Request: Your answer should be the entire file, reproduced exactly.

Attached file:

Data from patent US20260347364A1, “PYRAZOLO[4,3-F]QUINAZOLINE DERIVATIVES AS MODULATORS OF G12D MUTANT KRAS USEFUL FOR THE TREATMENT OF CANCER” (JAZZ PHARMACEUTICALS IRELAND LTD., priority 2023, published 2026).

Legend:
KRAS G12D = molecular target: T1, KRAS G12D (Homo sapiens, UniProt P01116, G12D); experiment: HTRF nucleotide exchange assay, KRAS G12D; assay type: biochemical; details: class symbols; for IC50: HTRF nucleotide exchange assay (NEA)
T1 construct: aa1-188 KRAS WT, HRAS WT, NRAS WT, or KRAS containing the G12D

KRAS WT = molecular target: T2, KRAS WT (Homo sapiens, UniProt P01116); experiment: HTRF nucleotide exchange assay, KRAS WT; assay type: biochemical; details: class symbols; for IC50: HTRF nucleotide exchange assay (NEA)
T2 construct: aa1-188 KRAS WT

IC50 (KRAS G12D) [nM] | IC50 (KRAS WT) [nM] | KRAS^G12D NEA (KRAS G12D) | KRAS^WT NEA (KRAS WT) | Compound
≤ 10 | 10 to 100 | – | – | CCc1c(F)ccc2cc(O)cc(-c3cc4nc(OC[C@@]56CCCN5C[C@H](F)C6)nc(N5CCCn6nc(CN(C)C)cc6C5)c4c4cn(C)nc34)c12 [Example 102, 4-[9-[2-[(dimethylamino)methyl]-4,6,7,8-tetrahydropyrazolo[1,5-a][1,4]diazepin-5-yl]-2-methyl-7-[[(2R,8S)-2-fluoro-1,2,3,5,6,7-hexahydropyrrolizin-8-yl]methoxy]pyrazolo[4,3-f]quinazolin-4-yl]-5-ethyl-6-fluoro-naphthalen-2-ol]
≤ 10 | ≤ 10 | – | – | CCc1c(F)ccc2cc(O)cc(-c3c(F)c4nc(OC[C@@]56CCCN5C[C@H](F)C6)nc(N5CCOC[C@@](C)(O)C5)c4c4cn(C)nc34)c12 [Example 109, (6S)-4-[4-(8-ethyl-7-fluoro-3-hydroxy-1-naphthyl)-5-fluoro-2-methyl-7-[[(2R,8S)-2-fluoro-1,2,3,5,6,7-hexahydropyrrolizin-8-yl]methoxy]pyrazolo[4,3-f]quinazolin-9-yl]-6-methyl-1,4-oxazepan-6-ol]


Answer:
Data from patent US20260347364A1, “PYRAZOLO[4,3-F]QUINAZOLINE DERIVATIVES AS MODULATORS OF G12D MUTANT KRAS USEFUL FOR THE TREATMENT OF CANCER” (JAZZ PHARMACEUTICALS IRELAND LTD., priority 2023, published 2026).

Legend:
KRAS G12D = molecular target: T1, KRAS G12D (Homo sapiens, UniProt P01116, G12D); experiment: HTRF nucleotide exchange assay, KRAS G12D; assay type: biochemical; details: class symbols; for IC50: HTRF nucleotide exchange assay (NEA)
T1 construct: aa1-188 KRAS WT, HRAS WT, NRAS WT, or KRAS containing the G12D

KRAS WT = molecular target: T2, KRAS WT (Homo sapiens, UniProt P01116); experiment: HTRF nucleotide exchange assay, KRAS WT; assay type: biochemical; details: class symbols; for IC50: HTRF nucleotide exchange assay (NEA)
T2 construct: aa1-188 KRAS WT

IC50 (KRAS G12D) [nM] | IC50 (KRAS WT) [nM] | KRAS^G12D NEA (KRAS G12D) | KRAS^WT NEA (KRAS WT) | Compound
≤ 10 | 10 to 100 | – | – | CCc1c(F)ccc2cc(O)cc(-c3cc4nc(OC[C@@]56CCCN5C[C@H](F)C6)nc(N5CCCn6nc(CN(C)C)cc6C5)c4c4cn(C)nc34)c12 [Example 102, 4-[9-[2-[(dimethylamino)methyl]-4,6,7,8-tetrahydropyrazolo[1,5-a][1,4]diazepin-5-yl]-2-methyl-7-[[(2R,8S)-2-fluoro-1,2,3,5,6,7-hexahydropyrrolizin-8-yl]methoxy]pyrazolo[4,3-f]quinazolin-4-yl]-5-ethyl-6-fluoro-naphthalen-2-ol]
≤ 10 | ≤ 10 | – | – | CCc1c(F)ccc2cc(O)cc(-c3c(F)c4nc(OC[C@@]56CCCN5C[C@H](F)C6)nc(N5CCOC[C@@](C)(O)C5)c4c4cn(C)nc34)c12 [Example 109, (6S)-4-[4-(8-ethyl-7-fluoro-3-hydroxy-1-naphthyl)-5-fluoro-2-methyl-7-[[(2R,8S)-2-fluoro-1,2,3,5,6,7-hexahydropyrrolizin-8-yl]methoxy]pyrazolo[4,3-f]quinazolin-9-yl]-6-methyl-1,4-oxazepan-6-ol]